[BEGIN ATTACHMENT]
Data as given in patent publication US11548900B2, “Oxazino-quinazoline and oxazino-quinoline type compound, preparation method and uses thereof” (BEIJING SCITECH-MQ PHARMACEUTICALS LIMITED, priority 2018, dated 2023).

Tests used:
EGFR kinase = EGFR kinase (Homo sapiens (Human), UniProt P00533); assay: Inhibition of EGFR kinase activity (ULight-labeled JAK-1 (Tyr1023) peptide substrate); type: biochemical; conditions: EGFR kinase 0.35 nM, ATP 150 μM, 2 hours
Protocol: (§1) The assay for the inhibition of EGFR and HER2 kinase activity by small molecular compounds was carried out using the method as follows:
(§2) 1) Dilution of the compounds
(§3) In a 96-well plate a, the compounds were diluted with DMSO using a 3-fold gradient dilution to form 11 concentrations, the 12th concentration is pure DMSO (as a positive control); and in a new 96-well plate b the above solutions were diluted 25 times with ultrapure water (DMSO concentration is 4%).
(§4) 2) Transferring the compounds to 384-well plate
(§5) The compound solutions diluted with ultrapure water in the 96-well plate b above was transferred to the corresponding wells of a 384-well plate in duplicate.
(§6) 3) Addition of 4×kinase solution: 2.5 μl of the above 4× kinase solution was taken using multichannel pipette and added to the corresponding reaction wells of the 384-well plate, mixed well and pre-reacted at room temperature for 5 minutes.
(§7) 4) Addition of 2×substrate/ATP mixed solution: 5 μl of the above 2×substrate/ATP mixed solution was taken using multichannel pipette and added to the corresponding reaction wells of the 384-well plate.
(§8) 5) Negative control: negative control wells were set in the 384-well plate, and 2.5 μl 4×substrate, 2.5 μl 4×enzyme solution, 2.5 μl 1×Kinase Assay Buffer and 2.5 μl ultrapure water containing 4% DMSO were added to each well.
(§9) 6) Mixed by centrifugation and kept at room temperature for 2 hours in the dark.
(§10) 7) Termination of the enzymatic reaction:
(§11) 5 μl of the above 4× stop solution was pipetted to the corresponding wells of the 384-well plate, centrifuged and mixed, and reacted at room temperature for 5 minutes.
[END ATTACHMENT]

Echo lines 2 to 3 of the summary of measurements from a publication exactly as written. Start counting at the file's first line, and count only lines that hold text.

Tests used:
EGFR kinase = EGFR kinase (Homo sapiens (Human), UniProt P00533); assay: Inhibition of EGFR kinase activity (ULight-labeled JAK-1 (Tyr1023) peptide substrate); type: biochemical; conditions: EGFR kinase 0.35 nM, ATP 150 μM, 2 hours